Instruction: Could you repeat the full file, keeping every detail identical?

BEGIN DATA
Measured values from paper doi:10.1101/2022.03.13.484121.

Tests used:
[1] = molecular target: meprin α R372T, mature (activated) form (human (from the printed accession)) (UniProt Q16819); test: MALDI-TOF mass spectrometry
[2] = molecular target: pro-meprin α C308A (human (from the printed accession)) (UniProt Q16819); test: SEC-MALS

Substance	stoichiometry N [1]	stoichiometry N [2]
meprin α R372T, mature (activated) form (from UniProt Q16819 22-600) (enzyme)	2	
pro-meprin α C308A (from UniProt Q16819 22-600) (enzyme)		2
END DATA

Measured values from paper doi:10.1101/2022.03.13.484121.

Tests used:
[1] = molecular target: meprin α R372T, mature (activated) form (human (from the printed accession)) (UniProt Q16819); test: MALDI-TOF mass spectrometry
[2] = molecular target: pro-meprin α C308A (human (from the printed accession)) (UniProt Q16819); test: SEC-MALS

Substance	stoichiometry N [1]	stoichiometry N [2]
meprin α R372T, mature (activated) form (from UniProt Q16819 22-600) (enzyme)	2	
pro-meprin α C308A (from UniProt Q16819 22-600) (enzyme)		2